In the 1960’s, the microbicide triclosan, was introduced in the United States, and soon after, human weight started to increase dramatically. For some time, researchers have wondered whether triclosan could have played a role in disrupting endocrine dysfunction and contributing to the obesity epidemic today.
In recent years, scientists have learned that changes in the composition of the gut microbiome can play a role in diseases, such as diabetes, metabolic syndrome, and obesity. Antibiotics are known to have an impact on the gut microbiome. "When you throw most antibiotics into humans, they are an atom bomb on the microbiota,” said Julie Parsonnet, MD, George Deforest Barnett Professor in Medicine and Professor of Health Research and Policy, Stanford School of Medicine.
Soon after triclosan was introduced, it was integrated into a wide range of household cleaning and personal care products including soaps and toothpastes. As recently as 2008, triclosan was detected in 75% of human urine samples. Scientists became concerned that the widespread use of triclosan could contribute to antimicrobial resistance and/or have an adverse effect on the human microbiome. In 2013, the FDA issued a proposed rule requiring manufacturers of antibacterial soaps and body washes to provide evidence within one year that their products containing triclosan are safe and more effective than plain soaps in preventing illness.
In response to public concern about both potential (but unproved) health and environmental toxicities, triclosan and its congener triclocarban were voluntarily removed from many commercial soaps in the United States, but are still found in some hospital cleaning products and the most common toothpaste in the United States, Colgate Total. Triclosan is known to mitigate plaque burden and gingivitis.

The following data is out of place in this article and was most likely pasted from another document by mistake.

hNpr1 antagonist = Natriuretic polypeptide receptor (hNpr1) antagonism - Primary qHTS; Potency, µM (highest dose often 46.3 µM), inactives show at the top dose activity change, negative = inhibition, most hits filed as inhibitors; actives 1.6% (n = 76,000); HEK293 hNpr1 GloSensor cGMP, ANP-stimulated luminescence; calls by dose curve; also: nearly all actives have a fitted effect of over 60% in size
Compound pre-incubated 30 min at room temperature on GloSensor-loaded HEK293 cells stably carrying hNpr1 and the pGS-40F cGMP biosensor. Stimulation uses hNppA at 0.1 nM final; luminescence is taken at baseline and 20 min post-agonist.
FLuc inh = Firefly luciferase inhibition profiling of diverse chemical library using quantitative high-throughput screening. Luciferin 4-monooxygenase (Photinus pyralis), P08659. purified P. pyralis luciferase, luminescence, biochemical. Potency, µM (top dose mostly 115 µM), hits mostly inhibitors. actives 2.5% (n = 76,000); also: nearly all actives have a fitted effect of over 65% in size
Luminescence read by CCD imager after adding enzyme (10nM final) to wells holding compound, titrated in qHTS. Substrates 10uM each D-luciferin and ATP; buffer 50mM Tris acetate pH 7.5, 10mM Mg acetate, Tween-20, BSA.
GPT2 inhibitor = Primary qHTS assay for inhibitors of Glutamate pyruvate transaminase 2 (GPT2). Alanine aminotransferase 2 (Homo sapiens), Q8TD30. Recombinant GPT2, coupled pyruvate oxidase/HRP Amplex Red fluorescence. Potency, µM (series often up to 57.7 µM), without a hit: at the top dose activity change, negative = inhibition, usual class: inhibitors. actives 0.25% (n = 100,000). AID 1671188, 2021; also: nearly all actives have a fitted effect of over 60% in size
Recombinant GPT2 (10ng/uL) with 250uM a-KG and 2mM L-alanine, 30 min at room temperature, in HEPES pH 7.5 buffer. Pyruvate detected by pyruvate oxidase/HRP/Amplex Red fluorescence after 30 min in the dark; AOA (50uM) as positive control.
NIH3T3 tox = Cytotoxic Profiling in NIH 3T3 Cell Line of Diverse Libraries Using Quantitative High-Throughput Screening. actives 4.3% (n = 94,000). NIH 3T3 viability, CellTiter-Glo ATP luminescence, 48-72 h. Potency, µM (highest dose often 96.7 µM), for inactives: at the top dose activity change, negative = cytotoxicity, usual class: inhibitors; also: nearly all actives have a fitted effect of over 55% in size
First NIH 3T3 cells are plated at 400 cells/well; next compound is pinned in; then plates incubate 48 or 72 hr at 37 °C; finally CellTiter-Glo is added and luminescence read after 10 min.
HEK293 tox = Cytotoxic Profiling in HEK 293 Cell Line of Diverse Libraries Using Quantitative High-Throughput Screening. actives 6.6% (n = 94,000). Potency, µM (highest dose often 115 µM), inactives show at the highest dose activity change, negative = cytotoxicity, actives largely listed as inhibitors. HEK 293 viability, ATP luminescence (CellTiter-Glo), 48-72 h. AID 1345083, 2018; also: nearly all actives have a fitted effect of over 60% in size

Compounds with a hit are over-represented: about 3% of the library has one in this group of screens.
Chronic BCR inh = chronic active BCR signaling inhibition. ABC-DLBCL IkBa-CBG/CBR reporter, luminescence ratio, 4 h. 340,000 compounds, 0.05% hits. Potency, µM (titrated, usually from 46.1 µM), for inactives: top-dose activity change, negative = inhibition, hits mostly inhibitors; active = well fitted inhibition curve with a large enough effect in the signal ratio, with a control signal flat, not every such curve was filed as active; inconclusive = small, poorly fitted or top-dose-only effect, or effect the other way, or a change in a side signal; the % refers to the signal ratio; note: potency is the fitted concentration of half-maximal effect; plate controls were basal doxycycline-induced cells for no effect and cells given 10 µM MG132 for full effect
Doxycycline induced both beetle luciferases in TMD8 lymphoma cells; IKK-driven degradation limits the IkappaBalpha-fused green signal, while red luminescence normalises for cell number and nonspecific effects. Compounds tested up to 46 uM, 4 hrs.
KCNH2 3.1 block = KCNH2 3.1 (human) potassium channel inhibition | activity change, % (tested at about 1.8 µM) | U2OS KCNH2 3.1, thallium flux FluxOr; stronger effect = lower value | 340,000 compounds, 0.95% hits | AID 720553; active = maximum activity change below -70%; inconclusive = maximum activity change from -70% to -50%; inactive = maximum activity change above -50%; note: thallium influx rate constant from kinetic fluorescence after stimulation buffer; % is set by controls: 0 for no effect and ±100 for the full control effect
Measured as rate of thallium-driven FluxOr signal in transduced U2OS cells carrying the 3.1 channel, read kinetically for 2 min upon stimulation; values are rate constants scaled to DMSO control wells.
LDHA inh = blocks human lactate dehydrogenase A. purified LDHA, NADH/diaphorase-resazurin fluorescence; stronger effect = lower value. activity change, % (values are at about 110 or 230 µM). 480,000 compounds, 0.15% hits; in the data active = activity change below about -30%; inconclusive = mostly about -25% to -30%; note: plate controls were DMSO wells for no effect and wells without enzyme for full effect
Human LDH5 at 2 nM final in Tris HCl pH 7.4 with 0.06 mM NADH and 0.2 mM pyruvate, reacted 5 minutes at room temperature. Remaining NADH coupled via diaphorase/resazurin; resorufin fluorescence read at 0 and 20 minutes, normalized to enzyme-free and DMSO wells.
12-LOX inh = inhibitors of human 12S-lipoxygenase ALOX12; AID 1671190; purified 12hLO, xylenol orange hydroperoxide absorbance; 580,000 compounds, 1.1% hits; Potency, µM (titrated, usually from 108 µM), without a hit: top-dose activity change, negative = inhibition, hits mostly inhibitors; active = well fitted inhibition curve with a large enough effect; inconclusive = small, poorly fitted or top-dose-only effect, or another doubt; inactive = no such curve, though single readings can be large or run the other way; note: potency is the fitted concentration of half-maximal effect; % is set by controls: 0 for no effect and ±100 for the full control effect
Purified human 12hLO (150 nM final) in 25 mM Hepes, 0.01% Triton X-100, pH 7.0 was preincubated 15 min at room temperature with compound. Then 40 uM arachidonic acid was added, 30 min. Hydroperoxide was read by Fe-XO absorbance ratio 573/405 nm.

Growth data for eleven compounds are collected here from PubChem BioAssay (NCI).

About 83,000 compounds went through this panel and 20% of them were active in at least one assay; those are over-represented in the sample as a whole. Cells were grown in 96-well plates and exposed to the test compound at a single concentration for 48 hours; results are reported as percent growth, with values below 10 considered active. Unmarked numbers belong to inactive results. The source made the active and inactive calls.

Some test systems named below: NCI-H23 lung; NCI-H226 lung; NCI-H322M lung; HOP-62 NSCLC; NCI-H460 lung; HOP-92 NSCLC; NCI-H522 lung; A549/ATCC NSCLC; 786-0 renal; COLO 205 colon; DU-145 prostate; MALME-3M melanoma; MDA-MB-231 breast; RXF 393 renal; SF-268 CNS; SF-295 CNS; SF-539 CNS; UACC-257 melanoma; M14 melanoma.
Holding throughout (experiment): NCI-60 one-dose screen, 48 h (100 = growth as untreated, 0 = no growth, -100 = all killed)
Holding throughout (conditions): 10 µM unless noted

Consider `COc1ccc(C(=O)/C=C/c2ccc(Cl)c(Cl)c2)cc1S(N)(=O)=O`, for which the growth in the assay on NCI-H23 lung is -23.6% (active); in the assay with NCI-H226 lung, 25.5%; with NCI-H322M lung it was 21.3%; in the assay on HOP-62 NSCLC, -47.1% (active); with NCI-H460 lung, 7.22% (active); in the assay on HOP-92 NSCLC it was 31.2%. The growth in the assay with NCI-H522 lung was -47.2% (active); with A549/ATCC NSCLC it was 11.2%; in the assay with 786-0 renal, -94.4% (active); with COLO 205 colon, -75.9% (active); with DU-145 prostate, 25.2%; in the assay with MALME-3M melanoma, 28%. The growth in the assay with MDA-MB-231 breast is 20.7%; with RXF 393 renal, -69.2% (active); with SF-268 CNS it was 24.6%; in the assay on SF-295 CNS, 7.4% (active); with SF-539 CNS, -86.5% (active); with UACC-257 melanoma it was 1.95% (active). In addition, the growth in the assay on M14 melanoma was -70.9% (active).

So, should people be worried about the triclosan that they still come into contact with? No, at least not with respect to effects on the human gastrointestinal microbiota, according to a study led by Dr. Parsonnet. The study, published in a recent issue of the American Society for Microbiology’s open-access journal mSphere, shows that soaps and toothpastes that contain the antibiotic triclosan do not have a marked influence on gastrointestinal or oral microbial communities or on human endocrine function.
In the double-blind, randomized, crossover study, Stanford investigators randomized 13 healthy individuals to use household and personal care products (toothpaste, hand soap, and dishwashing liquid) that either contained triclosan or did not contain triclosan for four months. After four months, individuals were switched to the alternative arm for another four months. The researchers analyzed blood samples for metabolic and endocrine markers, urine samples for triclosan, and stool and oral samples for microbiome composition. While triclosan-containing products had a significant impact on the levels of triclosan found in urine, exposure to triclosan did not have a significant impact on the oral or gut microbiome or on a panel of metabolic markers.
"There are a lot of people who are fearful of triclosan, but we didn't find anything to support that concern in our study at least with respect to the microbiota or endocrine function in adults,” said Dr. Parsonnet. “Some organisms were changed a little bit, but there was no major blow to oral flora or gut flora. When people are exposed to triclosan through normal household products, it does not cause a major blow to our microbial ecosystems. For people who are very fearful of triclosan, our study should be reassuring."
Dr. Parsonnet said more focused research is needed, particularly on oral flora, to assess whether the subtle taxonomic shifts that were observed have long-term influences on human health. She is currently involved in an epidemiologic study assessing the microbial and growth effects of triclosan in babies and pregnant women.